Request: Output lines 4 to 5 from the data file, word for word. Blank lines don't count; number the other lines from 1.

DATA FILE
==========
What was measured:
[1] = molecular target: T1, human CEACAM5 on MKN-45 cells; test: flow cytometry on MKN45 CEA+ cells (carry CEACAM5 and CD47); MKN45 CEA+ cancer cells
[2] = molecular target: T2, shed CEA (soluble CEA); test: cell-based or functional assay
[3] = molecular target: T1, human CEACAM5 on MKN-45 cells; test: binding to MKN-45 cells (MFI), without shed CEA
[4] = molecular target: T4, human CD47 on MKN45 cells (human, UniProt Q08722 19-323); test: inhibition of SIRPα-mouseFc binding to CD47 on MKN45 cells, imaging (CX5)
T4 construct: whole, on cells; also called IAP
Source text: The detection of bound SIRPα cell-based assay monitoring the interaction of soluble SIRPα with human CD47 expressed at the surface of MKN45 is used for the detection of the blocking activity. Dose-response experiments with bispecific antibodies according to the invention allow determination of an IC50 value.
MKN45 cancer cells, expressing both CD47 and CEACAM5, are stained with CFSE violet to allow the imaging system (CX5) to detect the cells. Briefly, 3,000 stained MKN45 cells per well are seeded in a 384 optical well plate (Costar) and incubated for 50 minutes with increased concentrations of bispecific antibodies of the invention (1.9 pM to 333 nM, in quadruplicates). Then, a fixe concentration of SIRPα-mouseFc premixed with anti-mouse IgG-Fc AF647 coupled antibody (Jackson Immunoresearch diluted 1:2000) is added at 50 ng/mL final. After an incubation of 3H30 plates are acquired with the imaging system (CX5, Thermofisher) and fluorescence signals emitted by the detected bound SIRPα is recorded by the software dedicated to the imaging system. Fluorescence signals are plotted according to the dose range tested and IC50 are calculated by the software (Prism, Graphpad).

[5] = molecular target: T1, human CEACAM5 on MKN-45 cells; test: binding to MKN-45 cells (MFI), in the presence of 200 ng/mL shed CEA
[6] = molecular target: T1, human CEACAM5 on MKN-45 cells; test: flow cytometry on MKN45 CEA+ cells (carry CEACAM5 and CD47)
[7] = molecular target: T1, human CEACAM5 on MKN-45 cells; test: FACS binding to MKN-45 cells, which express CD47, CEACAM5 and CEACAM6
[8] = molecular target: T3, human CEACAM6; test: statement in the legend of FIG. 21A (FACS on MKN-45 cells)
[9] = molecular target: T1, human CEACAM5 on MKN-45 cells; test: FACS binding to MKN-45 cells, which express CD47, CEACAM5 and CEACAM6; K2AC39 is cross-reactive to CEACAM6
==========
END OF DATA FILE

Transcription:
[3] = molecular target: T1, human CEACAM5 on MKN-45 cells; test: binding to MKN-45 cells (MFI), without shed CEA
[4] = molecular target: T4, human CD47 on MKN45 cells (human, UniProt Q08722 19-323); test: inhibition of SIRPα-mouseFc binding to CD47 on MKN45 cells, imaging (CX5)